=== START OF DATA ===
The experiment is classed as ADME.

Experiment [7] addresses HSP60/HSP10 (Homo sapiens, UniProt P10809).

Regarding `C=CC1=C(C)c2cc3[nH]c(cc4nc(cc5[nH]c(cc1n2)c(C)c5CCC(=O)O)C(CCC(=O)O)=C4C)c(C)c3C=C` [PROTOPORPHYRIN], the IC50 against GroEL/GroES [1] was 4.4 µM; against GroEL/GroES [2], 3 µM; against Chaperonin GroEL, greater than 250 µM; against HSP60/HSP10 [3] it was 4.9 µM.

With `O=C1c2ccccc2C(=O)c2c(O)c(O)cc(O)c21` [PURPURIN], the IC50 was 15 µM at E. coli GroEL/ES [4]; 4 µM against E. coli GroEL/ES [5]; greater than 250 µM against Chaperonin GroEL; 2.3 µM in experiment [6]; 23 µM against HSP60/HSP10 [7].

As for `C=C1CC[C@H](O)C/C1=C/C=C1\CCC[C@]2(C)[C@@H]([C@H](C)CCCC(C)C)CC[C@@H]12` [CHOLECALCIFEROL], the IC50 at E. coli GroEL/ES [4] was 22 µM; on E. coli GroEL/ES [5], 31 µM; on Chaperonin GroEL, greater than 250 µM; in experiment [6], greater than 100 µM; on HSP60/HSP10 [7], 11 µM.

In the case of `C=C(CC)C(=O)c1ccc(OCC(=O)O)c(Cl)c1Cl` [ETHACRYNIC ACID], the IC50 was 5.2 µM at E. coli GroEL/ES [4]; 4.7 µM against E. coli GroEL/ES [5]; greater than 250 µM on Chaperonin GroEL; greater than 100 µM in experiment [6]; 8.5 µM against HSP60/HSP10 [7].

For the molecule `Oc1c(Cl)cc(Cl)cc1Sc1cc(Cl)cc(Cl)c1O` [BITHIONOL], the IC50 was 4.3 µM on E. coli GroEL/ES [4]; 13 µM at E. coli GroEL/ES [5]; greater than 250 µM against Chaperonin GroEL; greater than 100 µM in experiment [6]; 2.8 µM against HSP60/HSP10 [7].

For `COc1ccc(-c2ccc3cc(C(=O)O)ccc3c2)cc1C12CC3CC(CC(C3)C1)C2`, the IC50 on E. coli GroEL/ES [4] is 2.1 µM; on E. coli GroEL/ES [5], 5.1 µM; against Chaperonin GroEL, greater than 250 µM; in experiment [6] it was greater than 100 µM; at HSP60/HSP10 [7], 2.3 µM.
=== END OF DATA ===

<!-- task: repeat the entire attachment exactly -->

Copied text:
The experiment is classed as ADME.

Experiment [7] addresses HSP60/HSP10 (Homo sapiens, UniProt P10809).

Regarding `C=CC1=C(C)c2cc3[nH]c(cc4nc(cc5[nH]c(cc1n2)c(C)c5CCC(=O)O)C(CCC(=O)O)=C4C)c(C)c3C=C` [PROTOPORPHYRIN], the IC50 against GroEL/GroES [1] was 4.4 µM; against GroEL/GroES [2], 3 µM; against Chaperonin GroEL, greater than 250 µM; against HSP60/HSP10 [3] it was 4.9 µM.

With `O=C1c2ccccc2C(=O)c2c(O)c(O)cc(O)c21` [PURPURIN], the IC50 was 15 µM at E. coli GroEL/ES [4]; 4 µM against E. coli GroEL/ES [5]; greater than 250 µM against Chaperonin GroEL; 2.3 µM in experiment [6]; 23 µM against HSP60/HSP10 [7].

As for `C=C1CC[C@H](O)C/C1=C/C=C1\CCC[C@]2(C)[C@@H]([C@H](C)CCCC(C)C)CC[C@@H]12` [CHOLECALCIFEROL], the IC50 at E. coli GroEL/ES [4] was 22 µM; on E. coli GroEL/ES [5], 31 µM; on Chaperonin GroEL, greater than 250 µM; in experiment [6], greater than 100 µM; on HSP60/HSP10 [7], 11 µM.

In the case of `C=C(CC)C(=O)c1ccc(OCC(=O)O)c(Cl)c1Cl` [ETHACRYNIC ACID], the IC50 was 5.2 µM at E. coli GroEL/ES [4]; 4.7 µM against E. coli GroEL/ES [5]; greater than 250 µM on Chaperonin GroEL; greater than 100 µM in experiment [6]; 8.5 µM against HSP60/HSP10 [7].

For the molecule `Oc1c(Cl)cc(Cl)cc1Sc1cc(Cl)cc(Cl)c1O` [BITHIONOL], the IC50 was 4.3 µM on E. coli GroEL/ES [4]; 13 µM at E. coli GroEL/ES [5]; greater than 250 µM against Chaperonin GroEL; greater than 100 µM in experiment [6]; 2.8 µM against HSP60/HSP10 [7].

For `COc1ccc(-c2ccc3cc(C(=O)O)ccc3c2)cc1C12CC3CC(CC(C3)C1)C2`, the IC50 on E. coli GroEL/ES [4] is 2.1 µM; on E. coli GroEL/ES [5], 5.1 µM; against Chaperonin GroEL, greater than 250 µM; in experiment [6] it was greater than 100 µM; at HSP60/HSP10 [7], 2.3 µM.